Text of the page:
"Unfortunately, we've been burned a couple of times by people whose performance didn't measure up to what we expected from the interviews. So I'm wondering if other people wanted to share their interviewing tricks - how do you find out if someone is a good programmer?"

By 'performance not measuring up,' do you mean that they simply did not know how to build what you wanted to build? Were they not fast enough? Did they not build stuff according to your specifications?

Please explain how you determined that they were not 'measuring up to standards' !

Show me the money.... (5, Insightful)

PGillingwater (72739) | more than 12 years ago | (#4121009)

Well, as someone who has programmed since 1972, and who regularly hires programmers, I recommend the following:

Ask them if they write code as a hobby

What Open Source projects have they contributed to?

Ask them to bring some samples of source code they've written, and then do a walk-through

Ask them to solve a simple exercise with pseudo-code, then explain which language they would choose to implement it and why

Get them to find a known bug in some code that matches your "house style" (describe the unintended behavior)

Talk to their previous associates and boss....

YMMV....

Get them to code... (2, Interesting)

cjustus (601772) | more than 12 years ago | (#4121013)

Sit them at a computer and get them to code... I haven't been there recently, but www.topcoder.com [topcoder.com] had an excellent setup with "practice rooms" - past problems that could be solved in under an hour...

so, you have two condoms... (1)

tiedyejeremy (559815) | more than 12 years ago | (#4121014)

"A man would like to have safe sex with three women, any of whom may be carrying an STD. Given two condoms, how can he do so, while ensuring that no STD is passed from one woman (or possibly himself) to another (or to himself)?"

Re:so, you have two condoms... (2)

wackybrit (321117) | more than 12 years ago | (#4121081)

"A man would like to have safe sex with three women ...

Yep, and you'll know if you have a good programmer on your hands, because his answer will be:

Huh, what's sex?

What is a "good programmer"? (5, Insightful)

TheConfusedOne (442158) | more than 12 years ago | (#4121015)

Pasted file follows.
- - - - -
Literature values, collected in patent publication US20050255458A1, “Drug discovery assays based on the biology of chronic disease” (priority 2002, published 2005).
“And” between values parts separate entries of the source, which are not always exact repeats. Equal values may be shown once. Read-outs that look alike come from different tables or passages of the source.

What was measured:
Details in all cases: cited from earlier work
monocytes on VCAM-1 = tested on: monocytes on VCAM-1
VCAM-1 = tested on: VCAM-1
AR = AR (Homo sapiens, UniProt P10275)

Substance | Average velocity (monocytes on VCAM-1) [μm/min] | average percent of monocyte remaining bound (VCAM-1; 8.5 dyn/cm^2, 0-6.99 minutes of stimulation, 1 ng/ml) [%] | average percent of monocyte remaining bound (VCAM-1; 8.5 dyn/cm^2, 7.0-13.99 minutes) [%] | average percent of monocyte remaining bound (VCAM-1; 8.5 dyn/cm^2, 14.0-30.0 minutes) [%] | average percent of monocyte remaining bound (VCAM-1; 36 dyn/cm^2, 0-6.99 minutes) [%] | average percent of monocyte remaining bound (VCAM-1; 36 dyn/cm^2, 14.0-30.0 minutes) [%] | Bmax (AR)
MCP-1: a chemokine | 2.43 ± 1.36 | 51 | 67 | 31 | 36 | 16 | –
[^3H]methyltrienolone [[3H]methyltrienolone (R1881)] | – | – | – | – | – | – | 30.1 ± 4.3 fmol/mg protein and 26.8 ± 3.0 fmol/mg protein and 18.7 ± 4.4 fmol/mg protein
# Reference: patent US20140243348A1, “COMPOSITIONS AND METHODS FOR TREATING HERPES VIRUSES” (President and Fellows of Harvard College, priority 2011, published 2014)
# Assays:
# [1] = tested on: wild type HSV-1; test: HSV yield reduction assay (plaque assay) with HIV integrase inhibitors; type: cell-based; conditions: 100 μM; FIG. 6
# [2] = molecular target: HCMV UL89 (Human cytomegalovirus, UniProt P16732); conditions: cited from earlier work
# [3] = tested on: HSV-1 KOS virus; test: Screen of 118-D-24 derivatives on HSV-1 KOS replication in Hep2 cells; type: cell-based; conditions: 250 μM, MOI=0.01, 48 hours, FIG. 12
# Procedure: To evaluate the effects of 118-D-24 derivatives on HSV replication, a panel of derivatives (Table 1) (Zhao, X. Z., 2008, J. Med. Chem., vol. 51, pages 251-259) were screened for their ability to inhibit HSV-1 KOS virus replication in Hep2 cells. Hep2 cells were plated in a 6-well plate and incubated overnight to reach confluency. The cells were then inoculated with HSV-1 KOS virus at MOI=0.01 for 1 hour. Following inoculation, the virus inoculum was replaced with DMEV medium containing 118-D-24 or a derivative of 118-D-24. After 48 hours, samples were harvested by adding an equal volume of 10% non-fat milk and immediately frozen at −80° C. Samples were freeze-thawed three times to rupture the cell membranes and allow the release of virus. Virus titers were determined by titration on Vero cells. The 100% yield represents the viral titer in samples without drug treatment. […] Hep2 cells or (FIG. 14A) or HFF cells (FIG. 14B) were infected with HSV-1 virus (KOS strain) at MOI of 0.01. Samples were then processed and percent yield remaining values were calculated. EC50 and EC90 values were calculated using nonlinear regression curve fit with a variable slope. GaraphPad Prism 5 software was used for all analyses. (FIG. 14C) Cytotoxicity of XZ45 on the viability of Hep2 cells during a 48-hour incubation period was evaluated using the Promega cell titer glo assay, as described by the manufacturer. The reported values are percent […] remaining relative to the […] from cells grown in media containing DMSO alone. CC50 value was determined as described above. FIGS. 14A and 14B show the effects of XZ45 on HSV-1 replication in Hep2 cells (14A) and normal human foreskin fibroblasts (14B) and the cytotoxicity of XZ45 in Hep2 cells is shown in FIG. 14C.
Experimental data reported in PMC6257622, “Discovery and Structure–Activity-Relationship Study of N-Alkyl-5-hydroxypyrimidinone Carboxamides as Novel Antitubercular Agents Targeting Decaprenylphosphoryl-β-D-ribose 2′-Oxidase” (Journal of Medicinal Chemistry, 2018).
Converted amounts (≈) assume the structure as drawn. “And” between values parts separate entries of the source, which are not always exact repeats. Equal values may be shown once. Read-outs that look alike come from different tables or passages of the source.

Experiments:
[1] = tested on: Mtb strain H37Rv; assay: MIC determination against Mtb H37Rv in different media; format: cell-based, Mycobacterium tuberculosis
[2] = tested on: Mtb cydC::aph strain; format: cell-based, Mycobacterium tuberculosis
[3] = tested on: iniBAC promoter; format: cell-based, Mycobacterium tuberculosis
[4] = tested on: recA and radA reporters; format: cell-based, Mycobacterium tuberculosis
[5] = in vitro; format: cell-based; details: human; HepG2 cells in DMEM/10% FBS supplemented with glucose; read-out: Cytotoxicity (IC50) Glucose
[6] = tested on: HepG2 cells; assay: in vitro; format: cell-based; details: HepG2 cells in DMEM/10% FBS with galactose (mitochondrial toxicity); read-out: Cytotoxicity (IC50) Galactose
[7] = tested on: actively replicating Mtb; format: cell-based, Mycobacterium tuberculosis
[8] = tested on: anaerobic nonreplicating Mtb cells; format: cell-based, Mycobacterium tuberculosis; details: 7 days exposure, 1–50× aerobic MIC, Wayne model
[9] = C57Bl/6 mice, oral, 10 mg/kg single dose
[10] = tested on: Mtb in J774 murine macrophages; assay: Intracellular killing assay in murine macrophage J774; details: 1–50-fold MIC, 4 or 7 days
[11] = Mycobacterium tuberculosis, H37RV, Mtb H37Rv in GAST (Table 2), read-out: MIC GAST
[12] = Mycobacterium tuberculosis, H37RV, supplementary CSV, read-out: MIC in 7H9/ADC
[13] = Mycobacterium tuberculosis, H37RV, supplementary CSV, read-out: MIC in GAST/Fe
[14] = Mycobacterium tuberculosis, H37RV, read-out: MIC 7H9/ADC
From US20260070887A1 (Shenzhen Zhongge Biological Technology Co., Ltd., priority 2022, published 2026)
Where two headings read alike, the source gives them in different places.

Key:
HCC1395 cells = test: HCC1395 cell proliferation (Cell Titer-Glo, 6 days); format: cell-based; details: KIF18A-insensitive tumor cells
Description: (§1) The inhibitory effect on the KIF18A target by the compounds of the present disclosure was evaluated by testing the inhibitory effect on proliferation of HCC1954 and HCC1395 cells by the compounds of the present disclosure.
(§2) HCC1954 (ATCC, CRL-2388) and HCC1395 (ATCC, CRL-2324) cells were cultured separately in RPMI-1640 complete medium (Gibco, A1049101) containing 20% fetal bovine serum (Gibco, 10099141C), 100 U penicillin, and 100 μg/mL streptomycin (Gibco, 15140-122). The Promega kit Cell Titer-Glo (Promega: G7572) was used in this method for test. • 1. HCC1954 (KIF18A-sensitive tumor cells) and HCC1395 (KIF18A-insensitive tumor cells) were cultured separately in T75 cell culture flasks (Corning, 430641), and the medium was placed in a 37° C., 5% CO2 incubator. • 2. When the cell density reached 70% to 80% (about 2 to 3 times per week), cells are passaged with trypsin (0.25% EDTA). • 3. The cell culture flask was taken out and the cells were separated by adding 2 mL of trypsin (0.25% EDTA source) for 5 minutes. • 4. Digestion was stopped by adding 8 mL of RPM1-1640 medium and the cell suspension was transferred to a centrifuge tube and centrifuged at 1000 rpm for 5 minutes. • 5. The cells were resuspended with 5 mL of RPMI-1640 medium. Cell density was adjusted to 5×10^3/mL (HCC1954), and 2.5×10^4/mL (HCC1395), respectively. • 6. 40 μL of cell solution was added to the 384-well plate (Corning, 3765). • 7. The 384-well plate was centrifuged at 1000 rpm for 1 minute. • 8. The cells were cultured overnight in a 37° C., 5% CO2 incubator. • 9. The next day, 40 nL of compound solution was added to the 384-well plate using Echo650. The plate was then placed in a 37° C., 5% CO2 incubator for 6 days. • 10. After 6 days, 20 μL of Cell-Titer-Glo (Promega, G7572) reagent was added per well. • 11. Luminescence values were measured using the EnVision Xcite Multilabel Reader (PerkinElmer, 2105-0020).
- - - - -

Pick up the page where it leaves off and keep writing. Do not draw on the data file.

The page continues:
Here's the real thrust of your problem. You need to define a "good programmer" then you can interview for it.

There are, of course, a whole range of programmers from the code pounder to the system architect. Are you looking for someone who will produce tight code from a very well defined set of specifications? Are you looking for someone who can take a general "we'd kinda like this" and create code?

How were you "burned" the previous times? Did the interviewee misrepresent themself or did the project turn out to be different then what you were trying to fit the person into?

Another thing to remember when interviewing potential candidates is to look at your current staff and see if you can promote one from inside. That way you can interview for a more entry-level/well-defined position and increase morale by advancing your current employees.

Try to focus on the actual job, not your ego (0)

Anonymous Coward | more than 12 years ago | (#4121017)

I've seen many a programmer who look for the most obscure questions just to blank the candidate. Anyone can find an obscure issue to trip up almost any candidate.

The problem is, you end up chewing through good candidates and taking one that isn't as good later on when you are desperate.

What do you want to hear? (3, Interesting)

perrin5 (38802) | more than 12 years ago | (#4121019)

The interview process is a TERRIBLE way to hire anyone. Unfortunately, it's also pretty much the best way. (I will allow others to argue the logical consistency of the above two statements) I would consider myself an excellent employee, and barring the occasional "brain break" of playing a computer game or two, I think I'm pretty productive. The problem is I am a terrible interviewer.

My personal opinion of interviews is that you should be interested in 2 things:
1) do they know what you want them to? and
2) are they good workers.

The problem is that people try to add any of these criteria:
3) do you LIKE them?
4) Are they professional enough?
5) do they fit into the corporate image?
6) will they stick around?

None of which are useful for hiring employees. Sure you may not want to invite them to the company picnic, but man can they crank out the work.